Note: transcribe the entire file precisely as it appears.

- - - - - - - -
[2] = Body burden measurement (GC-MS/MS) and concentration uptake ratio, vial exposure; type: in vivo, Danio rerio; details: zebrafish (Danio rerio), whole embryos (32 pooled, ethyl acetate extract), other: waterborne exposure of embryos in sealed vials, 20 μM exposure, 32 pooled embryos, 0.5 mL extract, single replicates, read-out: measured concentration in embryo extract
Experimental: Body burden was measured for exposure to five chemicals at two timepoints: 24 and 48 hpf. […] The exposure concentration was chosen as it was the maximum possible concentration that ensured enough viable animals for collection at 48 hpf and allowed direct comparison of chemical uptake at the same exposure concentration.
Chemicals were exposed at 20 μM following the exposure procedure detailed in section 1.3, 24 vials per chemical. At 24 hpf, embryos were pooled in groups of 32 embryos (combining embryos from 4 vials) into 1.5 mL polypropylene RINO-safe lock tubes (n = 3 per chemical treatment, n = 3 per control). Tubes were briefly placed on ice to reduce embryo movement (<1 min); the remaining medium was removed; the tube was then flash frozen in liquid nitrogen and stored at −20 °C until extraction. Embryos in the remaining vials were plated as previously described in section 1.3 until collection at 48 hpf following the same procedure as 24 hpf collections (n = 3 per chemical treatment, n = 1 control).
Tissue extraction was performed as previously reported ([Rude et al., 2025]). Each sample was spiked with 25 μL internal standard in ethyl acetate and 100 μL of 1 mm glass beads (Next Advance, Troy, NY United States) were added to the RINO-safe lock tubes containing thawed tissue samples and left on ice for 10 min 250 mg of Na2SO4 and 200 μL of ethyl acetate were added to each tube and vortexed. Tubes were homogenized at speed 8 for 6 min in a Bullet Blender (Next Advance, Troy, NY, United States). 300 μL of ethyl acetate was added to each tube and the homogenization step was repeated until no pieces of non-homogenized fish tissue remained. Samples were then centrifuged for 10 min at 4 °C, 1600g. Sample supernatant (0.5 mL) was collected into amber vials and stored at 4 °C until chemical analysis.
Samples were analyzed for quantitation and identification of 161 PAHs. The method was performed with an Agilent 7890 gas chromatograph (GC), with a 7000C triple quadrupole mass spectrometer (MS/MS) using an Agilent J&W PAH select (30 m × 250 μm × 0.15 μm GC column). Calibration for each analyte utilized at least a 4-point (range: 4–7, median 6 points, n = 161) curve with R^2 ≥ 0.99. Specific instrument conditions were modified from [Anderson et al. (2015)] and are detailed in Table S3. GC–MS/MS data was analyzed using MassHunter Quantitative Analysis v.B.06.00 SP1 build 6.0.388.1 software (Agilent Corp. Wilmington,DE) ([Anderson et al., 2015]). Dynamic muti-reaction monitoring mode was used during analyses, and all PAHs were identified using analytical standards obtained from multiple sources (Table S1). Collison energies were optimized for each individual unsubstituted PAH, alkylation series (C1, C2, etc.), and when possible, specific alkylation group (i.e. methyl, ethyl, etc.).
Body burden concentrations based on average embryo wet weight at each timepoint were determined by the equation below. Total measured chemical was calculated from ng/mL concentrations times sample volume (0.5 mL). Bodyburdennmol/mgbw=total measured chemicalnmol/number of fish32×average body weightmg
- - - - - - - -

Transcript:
[2] = Body burden measurement (GC-MS/MS) and concentration uptake ratio, vial exposure; type: in vivo, Danio rerio; details: zebrafish (Danio rerio), whole embryos (32 pooled, ethyl acetate extract), other: waterborne exposure of embryos in sealed vials, 20 μM exposure, 32 pooled embryos, 0.5 mL extract, single replicates, read-out: measured concentration in embryo extract
Experimental: Body burden was measured for exposure to five chemicals at two timepoints: 24 and 48 hpf. […] The exposure concentration was chosen as it was the maximum possible concentration that ensured enough viable animals for collection at 48 hpf and allowed direct comparison of chemical uptake at the same exposure concentration.
Chemicals were exposed at 20 μM following the exposure procedure detailed in section 1.3, 24 vials per chemical. At 24 hpf, embryos were pooled in groups of 32 embryos (combining embryos from 4 vials) into 1.5 mL polypropylene RINO-safe lock tubes (n = 3 per chemical treatment, n = 3 per control). Tubes were briefly placed on ice to reduce embryo movement (<1 min); the remaining medium was removed; the tube was then flash frozen in liquid nitrogen and stored at −20 °C until extraction. Embryos in the remaining vials were plated as previously described in section 1.3 until collection at 48 hpf following the same procedure as 24 hpf collections (n = 3 per chemical treatment, n = 1 control).
Tissue extraction was performed as previously reported ([Rude et al., 2025]). Each sample was spiked with 25 μL internal standard in ethyl acetate and 100 μL of 1 mm glass beads (Next Advance, Troy, NY United States) were added to the RINO-safe lock tubes containing thawed tissue samples and left on ice for 10 min 250 mg of Na2SO4 and 200 μL of ethyl acetate were added to each tube and vortexed. Tubes were homogenized at speed 8 for 6 min in a Bullet Blender (Next Advance, Troy, NY, United States). 300 μL of ethyl acetate was added to each tube and the homogenization step was repeated until no pieces of non-homogenized fish tissue remained. Samples were then centrifuged for 10 min at 4 °C, 1600g. Sample supernatant (0.5 mL) was collected into amber vials and stored at 4 °C until chemical analysis.
Samples were analyzed for quantitation and identification of 161 PAHs. The method was performed with an Agilent 7890 gas chromatograph (GC), with a 7000C triple quadrupole mass spectrometer (MS/MS) using an Agilent J&W PAH select (30 m × 250 μm × 0.15 μm GC column). Calibration for each analyte utilized at least a 4-point (range: 4–7, median 6 points, n = 161) curve with R^2 ≥ 0.99. Specific instrument conditions were modified from [Anderson et al. (2015)] and are detailed in Table S3. GC–MS/MS data was analyzed using MassHunter Quantitative Analysis v.B.06.00 SP1 build 6.0.388.1 software (Agilent Corp. Wilmington,DE) ([Anderson et al., 2015]). Dynamic muti-reaction monitoring mode was used during analyses, and all PAHs were identified using analytical standards obtained from multiple sources (Table S1). Collison energies were optimized for each individual unsubstituted PAH, alkylation series (C1, C2, etc.), and when possible, specific alkylation group (i.e. methyl, ethyl, etc.).
Body burden concentrations based on average embryo wet weight at each timepoint were determined by the equation below. Total measured chemical was calculated from ng/mL concentrations times sample volume (0.5 mL). Bodyburdennmol/mgbw=total measured chemicalnmol/number of fish32×average body weightmg